8cm schwere Granatwerfer 34 (GrW 34)
80mm Medium Field Mortar
The 8-cm Granatwerfer 34 became the standard German medium mortar beginning in 1934 and saw production and use into 1945.
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The 8-cm Granatwerfer 34 (GrW 34) - Heavy Grenade-Launcher Model 1934 - was a German Army favorite throughout the whole course of World War 2. Despite the official designation classification, she was often classified as a medium mortar and was produced from 1934 into 1945. The system performed highly-effectively (particularly in the hands of a trained mortar team) and was respected by Allied troops for her excellent rate-of-fire and high accuracy at distance. The weapon proved so critical to German Army operations that it was fielded wherever her troops were fighting. Her production in number and her general battlefield usefulness ensured her place in World War 2 lore.
Rheinmetall-Borsig AG was charged with the design and development of this mortar system. The protracted design period lasted from 1922 to 1933, a period which saw German rearmament in spite of the restrictive powers of the Treaty of Versailles following World War 1. The mortar system was nothing more than a revision of the influential French Brandt mle 27/31 81.4mm system of 1927, this time with a German branding. Crews were trained in her basic functions but soon - moreso through operational experience - developed speedy response times in her deployment, aiming and firing - making themselves one of the more feared adversaries of the war. German mortar crews represented some of the finest masters of their craft in the entire conflict. To keep up with demand, several manufacturing firms were enlisted to lend a hand in wartime production of the GrW 34 while still more were used for production of the all-important projectiles needed to make the GrW 34 a successful weapon system.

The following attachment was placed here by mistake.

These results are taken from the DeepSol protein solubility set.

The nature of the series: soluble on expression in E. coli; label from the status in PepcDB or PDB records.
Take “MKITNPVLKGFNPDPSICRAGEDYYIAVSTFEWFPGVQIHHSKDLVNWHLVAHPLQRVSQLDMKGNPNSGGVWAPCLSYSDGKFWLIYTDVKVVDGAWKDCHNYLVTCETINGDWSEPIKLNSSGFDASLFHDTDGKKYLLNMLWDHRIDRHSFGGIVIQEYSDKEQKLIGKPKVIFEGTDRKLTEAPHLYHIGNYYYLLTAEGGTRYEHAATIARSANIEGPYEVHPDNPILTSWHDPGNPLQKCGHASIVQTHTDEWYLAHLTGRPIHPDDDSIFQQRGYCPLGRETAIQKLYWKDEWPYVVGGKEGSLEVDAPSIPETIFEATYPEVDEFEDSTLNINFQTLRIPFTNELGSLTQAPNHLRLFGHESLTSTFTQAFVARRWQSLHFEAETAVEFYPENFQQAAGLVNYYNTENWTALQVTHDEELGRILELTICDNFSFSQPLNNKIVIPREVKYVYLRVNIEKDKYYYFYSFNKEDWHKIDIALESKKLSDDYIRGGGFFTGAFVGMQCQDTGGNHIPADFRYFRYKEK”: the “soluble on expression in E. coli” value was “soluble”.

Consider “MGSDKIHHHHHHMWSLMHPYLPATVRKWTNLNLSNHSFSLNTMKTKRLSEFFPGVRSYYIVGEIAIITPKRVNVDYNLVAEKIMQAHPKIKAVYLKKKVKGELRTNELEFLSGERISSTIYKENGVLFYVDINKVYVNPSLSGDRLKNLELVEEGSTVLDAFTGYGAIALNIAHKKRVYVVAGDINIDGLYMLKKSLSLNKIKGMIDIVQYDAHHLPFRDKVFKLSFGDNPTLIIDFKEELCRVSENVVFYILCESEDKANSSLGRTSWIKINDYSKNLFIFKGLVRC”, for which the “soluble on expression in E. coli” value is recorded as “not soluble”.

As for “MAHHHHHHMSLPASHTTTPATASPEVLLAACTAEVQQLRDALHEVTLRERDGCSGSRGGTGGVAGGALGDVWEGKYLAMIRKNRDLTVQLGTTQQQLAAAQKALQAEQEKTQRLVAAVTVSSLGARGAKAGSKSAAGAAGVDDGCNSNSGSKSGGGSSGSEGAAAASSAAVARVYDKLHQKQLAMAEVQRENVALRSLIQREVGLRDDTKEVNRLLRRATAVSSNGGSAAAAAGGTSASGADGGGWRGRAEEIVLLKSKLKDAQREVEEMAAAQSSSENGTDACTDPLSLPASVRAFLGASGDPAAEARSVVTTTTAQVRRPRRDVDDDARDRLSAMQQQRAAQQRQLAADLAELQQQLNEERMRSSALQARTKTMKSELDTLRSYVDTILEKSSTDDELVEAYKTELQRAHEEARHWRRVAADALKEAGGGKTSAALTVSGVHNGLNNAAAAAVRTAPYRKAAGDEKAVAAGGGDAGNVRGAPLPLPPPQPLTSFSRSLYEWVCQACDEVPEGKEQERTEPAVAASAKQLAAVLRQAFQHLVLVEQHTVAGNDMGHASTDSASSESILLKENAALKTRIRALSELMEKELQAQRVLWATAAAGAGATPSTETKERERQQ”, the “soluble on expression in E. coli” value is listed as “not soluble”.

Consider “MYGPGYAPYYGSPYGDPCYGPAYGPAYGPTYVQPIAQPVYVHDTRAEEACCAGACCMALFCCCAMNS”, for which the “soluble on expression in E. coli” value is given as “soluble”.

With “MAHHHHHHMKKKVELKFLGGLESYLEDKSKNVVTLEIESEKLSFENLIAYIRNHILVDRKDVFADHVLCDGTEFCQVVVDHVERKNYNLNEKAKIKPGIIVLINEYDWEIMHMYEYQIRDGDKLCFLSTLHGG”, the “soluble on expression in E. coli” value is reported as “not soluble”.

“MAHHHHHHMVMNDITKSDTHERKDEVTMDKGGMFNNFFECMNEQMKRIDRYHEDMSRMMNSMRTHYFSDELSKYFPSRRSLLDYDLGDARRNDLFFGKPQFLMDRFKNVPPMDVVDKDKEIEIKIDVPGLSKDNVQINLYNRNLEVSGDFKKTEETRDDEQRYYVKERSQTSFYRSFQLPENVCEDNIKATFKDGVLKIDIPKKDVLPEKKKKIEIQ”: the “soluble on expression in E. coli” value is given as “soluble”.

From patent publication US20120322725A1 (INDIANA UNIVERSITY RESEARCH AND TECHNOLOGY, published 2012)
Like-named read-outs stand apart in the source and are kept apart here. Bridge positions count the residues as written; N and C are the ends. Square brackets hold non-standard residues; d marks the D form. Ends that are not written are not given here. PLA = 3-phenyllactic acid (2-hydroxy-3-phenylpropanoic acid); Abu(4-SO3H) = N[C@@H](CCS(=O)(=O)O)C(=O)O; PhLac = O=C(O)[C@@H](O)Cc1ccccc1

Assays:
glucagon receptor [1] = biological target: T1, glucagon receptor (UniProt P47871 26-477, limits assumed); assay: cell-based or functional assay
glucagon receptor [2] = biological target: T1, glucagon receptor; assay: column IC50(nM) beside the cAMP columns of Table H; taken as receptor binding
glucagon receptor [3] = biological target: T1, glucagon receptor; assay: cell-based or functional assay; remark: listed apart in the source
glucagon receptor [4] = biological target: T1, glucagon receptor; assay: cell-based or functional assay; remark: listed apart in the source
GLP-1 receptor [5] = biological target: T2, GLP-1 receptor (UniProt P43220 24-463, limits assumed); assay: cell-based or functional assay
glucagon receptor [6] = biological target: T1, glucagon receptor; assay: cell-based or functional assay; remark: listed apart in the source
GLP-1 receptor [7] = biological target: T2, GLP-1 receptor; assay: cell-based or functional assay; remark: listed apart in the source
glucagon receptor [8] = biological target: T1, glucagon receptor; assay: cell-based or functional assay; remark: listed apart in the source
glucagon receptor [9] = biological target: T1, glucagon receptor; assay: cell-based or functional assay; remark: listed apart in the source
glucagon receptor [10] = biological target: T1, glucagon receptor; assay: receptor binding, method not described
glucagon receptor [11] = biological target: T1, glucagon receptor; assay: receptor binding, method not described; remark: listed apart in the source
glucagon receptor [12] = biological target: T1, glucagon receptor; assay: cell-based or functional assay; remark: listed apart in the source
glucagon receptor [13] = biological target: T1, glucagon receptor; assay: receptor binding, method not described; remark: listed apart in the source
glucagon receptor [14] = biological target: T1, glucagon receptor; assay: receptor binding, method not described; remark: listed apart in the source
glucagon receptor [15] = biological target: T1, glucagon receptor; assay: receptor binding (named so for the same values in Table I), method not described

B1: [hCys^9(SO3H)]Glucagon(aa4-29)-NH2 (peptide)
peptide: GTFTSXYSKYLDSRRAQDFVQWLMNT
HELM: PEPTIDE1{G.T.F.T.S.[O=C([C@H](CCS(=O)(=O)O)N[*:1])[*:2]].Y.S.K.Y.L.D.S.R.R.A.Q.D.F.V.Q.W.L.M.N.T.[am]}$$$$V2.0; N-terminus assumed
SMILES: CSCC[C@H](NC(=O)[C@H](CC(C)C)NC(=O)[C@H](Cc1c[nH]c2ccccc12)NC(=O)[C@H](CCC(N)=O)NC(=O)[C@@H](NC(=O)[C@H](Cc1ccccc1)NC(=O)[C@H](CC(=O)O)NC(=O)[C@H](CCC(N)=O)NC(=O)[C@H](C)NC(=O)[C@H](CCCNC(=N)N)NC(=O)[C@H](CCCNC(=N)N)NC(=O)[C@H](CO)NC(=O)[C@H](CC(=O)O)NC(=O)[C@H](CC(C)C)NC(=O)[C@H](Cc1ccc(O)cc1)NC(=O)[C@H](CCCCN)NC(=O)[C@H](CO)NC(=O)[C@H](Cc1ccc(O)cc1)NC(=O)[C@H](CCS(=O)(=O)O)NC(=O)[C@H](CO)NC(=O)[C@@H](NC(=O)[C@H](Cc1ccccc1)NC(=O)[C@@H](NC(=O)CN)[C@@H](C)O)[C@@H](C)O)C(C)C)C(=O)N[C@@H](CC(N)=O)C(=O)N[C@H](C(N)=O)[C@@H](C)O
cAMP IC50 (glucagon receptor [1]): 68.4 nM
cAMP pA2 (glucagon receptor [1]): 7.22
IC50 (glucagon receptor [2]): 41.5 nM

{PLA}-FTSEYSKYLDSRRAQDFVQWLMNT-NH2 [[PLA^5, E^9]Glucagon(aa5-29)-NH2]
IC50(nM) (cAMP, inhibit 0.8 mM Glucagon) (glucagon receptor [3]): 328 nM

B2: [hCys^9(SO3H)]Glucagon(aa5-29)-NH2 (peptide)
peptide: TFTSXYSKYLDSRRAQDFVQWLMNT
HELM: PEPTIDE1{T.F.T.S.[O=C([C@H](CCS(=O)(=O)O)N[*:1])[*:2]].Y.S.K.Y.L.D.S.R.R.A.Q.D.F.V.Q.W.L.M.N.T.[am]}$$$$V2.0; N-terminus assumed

Despite her dedicated pages in World War history, the GrW 34 was anything but a unique and wholly special design, passing on much of the kudos to her excellently trained crews. Her design was highly conventional for its time - her arrangement consisted of nothing more than the standard base plate, a bipod (with aiming optics and handwheels) connected to the firing tube and the firing tube itself. The system could break down into these three major components for ease of travel. The firing tube itself was of a smoothbore internal design. Two barrel types existed in a steel and alloy form, differentiated by the systems overall weight gains as 136.6lbs and 125.6lbs respectively. Barrel length measured in at 45 inches (1,143MM). The base projectiles were 7.71lbs in weight and activated via percussion fuses. Range could be slightly extended through use of additional powder charges. The base plate was rectangular in shape and fitted to the bottom of the firing tube. There was a rounded handle for carrying the individual component from location to location. The bipod fitted most of the critical aiming functions of the GrW 34. There was a traversing handwheel as well as a cross-leveling handwheel for general aiming while a panoramic sight afforded for finer adjustments against a target area. Elevation fell within a range of 45- to 90-degrees while traversing was limited from 10- to 23-degrees. Muzzle velocity was listed at 571 feet per second and the weapon was ranged out to 2,624 yards (2,400 meters).